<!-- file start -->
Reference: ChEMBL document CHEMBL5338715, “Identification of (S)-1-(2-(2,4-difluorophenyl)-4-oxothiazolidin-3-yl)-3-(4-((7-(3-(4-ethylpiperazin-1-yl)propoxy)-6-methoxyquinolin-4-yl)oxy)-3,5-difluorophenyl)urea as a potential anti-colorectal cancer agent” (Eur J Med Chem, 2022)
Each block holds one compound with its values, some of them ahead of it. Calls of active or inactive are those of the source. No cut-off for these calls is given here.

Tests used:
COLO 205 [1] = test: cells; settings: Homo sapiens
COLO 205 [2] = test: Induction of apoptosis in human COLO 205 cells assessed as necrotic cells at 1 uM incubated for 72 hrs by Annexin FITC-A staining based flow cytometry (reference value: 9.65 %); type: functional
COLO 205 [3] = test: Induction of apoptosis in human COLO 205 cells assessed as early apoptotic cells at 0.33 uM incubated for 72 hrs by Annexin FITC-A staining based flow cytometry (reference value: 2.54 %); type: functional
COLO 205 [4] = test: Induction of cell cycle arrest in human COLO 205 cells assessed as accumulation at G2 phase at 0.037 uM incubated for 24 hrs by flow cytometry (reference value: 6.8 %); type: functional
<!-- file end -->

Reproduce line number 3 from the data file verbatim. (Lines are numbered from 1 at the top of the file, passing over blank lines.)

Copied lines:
Tests used: